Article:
Different from the case in the MSSM, the Higgs sector in the NMSSM depends on the following six parameters: and in the nMSSM the input parameters in the Higgs sector are Because of the coupling in the superpotential, the tree-level Higgs boson mass has an additional contribution in the NMSSM and nMSSM In order to push up the tree-level Higgs boson mass, has to be as large as possible, and has to be small. The requirement of the absence of a landau singularity below the GUT scale implies that at the weak scale, and the upper bound on at the weak scale depends strongly on and grows with increasing [93]. However, this can still lead to a larger tree-level Higgs boson mass than in the MSSM. Therefore, the radiative corrections to may be reduced in the NMSSM and nMSSM, which may induce light top squark and ameliorate the fine-tuning problem [94, 95].

In the NMSSM and nMSSM, due to the mixing between the doublet Higgs fields and the singlet Higgs field, the SM-like Higgs boson may either be the lightest CP-even Higgs boson or the next-to-lightest CP-even Higgs boson, which corresponds to the so-called pull-down case or the push-up case [42], respectively. Although the mass of the SM-like Higgs boson in the nMSSM is quite similar to that in the NMSSM, the Higgs signal is quite different. This is because of the peculiarity of the neutralino sector in the nMSSM, where the lightest neutralino as the lightest supersymmetric particle (LSP) acts as the dark matter candidate, and its mass takes the form [96] This expression implies that must be lighter than about  GeV for (perturbativity bound) and (from lower bound on chargino mass). And must annihilate by exchanging a resonant light CP-odd Higgs boson to get the correct relic density. For such a light neutralino, the SM-like Higgs boson around 125 GeV tends to decay predominantly into light neutralinos or other light Higgs bosons [89, 90].

2.2. The Diphoton Higgs Signal

Considering the di-photon signal is of prime importance to searching for Higgs boson near 125 GeV, it is necessary to estimate its signal rate, and we define the normalized production rate as where and are the couplings of Higgs to gluons and photons in SUSY with respect to their SM values, respectively. In SUSY, the coupling arises mainly from the loops mediated by the third generation quarks and squarks, while the coupling has additional contributions from loops mediated by W-boson, charged Higgs boson, charginos, and the third generation leptons and sleptons. Their decay widths are given by [47] with , and where and are the mass of sfermion and chargino, respectively. In the limit , the asymptotic behaviors of are given by One can easily learn that the W-boson contribution to is by far dominant, however, for light stau or squarks with large mixing, the coupling can be enhanced, while light squarks with large mixing can suppress the coupling. Therefore, light stau with large mixing may enhance the di-photon signal rate [92], while light squarks with large mixing have little effect on the di-photon signal rate.

3. Numerical Results and Discussions

In our work the Higgs boson mass is calculated by the package NMSSMTools [97, 98], which include the dominant one-loop and leading logarithmic two-loop corrections. Considering the Higgs hints at the LHC, we focus on the Higgs boson mass between 123 GeV and 127 GeV, furthermore, we consider the following constraints: (1)the constraints from LHC experiment for the nonstandard Higgs boson, (2)the constraints from LEP and Tevatron on the masses of the Higgs boson and sparticles, as well as on the neutralino pair productions, (3)the indirect constraints from B-physics (such as the latest experimental result of ) and from the electroweak precision observables such as , , and , or their combinations [99, 100], (4)the constraints from the muon : [101]. We require SUSY to explain the discrepancy at level, (5)the dark matter constraints from WMAP relic density (0.1053 0.1193) [102] and the direct detection exclusion limits on the scattering cross-section from XENON100 experiment (at C.L.) [103].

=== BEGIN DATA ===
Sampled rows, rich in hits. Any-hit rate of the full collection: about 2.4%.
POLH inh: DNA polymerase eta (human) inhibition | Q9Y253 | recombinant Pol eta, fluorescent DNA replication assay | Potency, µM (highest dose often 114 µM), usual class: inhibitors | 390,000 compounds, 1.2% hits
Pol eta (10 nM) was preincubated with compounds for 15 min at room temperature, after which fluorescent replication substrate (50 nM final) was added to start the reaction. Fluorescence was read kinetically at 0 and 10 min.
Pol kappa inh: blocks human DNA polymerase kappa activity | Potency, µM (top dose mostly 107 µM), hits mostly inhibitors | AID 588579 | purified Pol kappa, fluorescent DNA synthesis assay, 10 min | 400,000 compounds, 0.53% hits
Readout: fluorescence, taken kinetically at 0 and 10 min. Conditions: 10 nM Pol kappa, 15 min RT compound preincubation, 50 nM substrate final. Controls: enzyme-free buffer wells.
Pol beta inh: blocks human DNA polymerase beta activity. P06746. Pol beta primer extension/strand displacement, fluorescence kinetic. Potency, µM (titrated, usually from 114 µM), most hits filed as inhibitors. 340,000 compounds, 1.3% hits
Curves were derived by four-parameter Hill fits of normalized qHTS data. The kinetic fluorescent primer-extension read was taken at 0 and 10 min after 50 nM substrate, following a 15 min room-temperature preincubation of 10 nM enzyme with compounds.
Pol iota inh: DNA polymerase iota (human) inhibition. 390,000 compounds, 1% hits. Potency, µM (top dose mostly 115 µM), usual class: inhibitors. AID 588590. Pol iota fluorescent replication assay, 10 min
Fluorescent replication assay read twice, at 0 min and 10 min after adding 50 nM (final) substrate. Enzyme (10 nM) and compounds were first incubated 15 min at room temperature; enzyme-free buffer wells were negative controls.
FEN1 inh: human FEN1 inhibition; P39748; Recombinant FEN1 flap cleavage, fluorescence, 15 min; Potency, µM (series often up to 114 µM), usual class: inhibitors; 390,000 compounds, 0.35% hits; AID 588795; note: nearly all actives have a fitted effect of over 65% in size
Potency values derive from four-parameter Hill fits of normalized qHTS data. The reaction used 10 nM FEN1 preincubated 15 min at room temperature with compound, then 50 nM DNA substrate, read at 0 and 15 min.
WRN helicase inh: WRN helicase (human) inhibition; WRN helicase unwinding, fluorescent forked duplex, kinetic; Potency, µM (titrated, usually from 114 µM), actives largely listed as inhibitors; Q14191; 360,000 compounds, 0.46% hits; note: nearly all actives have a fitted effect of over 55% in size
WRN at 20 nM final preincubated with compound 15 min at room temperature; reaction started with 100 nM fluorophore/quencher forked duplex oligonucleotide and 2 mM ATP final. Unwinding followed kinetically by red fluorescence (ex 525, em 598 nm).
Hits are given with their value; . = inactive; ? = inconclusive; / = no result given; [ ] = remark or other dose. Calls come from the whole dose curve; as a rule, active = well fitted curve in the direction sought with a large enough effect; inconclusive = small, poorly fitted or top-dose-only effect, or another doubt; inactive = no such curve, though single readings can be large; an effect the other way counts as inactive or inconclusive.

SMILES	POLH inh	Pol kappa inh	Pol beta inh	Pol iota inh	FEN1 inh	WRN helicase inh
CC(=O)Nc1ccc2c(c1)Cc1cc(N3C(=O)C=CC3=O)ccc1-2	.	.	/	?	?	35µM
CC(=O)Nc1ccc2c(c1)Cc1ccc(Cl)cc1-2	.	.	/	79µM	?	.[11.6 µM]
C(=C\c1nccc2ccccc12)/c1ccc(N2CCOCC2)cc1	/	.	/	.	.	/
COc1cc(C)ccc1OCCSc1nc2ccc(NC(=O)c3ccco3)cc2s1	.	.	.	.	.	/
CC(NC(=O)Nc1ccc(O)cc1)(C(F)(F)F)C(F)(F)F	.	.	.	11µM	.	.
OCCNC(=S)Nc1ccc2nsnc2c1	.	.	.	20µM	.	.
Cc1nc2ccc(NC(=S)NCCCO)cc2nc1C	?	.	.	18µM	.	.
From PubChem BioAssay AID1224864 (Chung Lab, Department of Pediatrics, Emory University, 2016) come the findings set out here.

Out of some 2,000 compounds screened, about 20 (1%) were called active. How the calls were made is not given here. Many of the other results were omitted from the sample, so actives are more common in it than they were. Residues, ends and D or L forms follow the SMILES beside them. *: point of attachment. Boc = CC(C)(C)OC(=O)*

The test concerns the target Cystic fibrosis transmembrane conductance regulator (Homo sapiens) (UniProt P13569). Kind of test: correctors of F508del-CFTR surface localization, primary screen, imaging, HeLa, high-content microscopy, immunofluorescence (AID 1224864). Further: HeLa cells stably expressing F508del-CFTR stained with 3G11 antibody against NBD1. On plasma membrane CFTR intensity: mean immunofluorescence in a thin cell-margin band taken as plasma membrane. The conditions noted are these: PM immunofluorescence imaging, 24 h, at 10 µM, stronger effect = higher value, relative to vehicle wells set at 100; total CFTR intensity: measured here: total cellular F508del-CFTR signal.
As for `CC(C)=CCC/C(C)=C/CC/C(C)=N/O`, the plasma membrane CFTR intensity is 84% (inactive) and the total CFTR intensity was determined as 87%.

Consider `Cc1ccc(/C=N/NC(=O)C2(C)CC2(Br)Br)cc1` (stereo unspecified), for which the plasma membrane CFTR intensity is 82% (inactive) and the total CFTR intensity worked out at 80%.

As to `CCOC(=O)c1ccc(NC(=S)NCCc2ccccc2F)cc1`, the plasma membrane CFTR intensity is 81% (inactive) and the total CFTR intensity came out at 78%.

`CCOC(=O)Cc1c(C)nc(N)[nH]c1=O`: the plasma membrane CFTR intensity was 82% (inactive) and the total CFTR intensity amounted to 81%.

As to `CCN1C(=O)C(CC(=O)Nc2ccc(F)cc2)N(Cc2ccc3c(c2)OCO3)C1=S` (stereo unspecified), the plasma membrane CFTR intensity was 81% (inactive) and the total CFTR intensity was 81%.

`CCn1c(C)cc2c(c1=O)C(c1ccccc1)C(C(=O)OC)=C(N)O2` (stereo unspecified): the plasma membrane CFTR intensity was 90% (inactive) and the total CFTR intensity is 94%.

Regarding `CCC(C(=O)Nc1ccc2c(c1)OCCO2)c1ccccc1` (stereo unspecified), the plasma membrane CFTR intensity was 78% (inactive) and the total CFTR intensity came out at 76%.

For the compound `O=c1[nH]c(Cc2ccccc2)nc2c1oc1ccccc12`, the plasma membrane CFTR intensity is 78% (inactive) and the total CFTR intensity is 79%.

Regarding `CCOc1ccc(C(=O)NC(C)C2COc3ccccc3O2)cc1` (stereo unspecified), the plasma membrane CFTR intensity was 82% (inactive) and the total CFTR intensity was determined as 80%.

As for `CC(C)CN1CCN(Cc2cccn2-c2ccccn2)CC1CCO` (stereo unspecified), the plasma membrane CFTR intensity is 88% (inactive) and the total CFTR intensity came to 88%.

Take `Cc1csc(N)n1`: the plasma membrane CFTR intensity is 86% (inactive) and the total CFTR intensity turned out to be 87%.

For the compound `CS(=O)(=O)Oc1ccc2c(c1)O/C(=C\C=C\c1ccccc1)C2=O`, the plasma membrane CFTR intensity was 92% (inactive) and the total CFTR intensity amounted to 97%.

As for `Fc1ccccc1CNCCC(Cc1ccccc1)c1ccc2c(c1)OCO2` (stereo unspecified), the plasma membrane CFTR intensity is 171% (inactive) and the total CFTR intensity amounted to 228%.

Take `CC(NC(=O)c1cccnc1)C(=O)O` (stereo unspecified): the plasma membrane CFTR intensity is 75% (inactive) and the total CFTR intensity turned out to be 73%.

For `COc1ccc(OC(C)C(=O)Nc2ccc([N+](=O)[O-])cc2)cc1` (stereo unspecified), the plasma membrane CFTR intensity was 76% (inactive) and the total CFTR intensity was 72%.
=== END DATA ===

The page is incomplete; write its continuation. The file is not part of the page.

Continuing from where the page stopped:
Note that most of the above constraints have been encoded in the package NMSSMTools.

Natural supersymmetry is usually characterized by a small superpotential parameter , and the third generation squarks with mass  TeV [104]. Therefore, we only consider the case with For the case with in the NMSSM, the property of the NMSSM is similar to the case in the MSSM [42]. In order to distinguish the features between MSSM and NMSSM, we only consider the case with in the NMSSM. We scan over the parameter space of the MSSM and NMSSM under the above experimental constraints and study the property of the Higgs boson for the samples surviving the constraints.

In Figure 1 we display the surviving samples in the MSSM and NMSSM (with 0.53), showing the correlation between the lighter top-squark mass and the ratio with . From the figure we see that for a moderate light , large is necessary to satisfy  GeV, and, for large , the ratio decreases. In the MSSM, 1.6 for 1 TeV; that is, nomixing scenario () cannot survive, and the top-squark mass is usually larger than 300 GeV. This implies that a large top-squark mass or a near-maximal stop mixing is necessary to satisfy the Higgs mass near 125 GeV. However, the case is very different in the NMSSM, may also survive, and the lighter top-squark mass can be as light as about 100 GeV, which may alleviate the fine-tuning problem and make the NMSSM seems more natural. In the case of light , is usually larger than , which corresponds to a large splitting between and , as the Figure 2 shown.

fig1
Figure 1: The scatter plots of the samples in the MSSM and NMSSM (with 0.53) satisfying various constraints listed in the text (including ), showing the correlation between the mass of the lighter top squark and with and . In the right panel the circles (green) denote the pull-down case (the lightest Higgs boson being the SM-like Higgs), and the times (red) denote the push-up case (the next-to-lightest Higgs boson being the SM-like Higgs).
312719.fig.002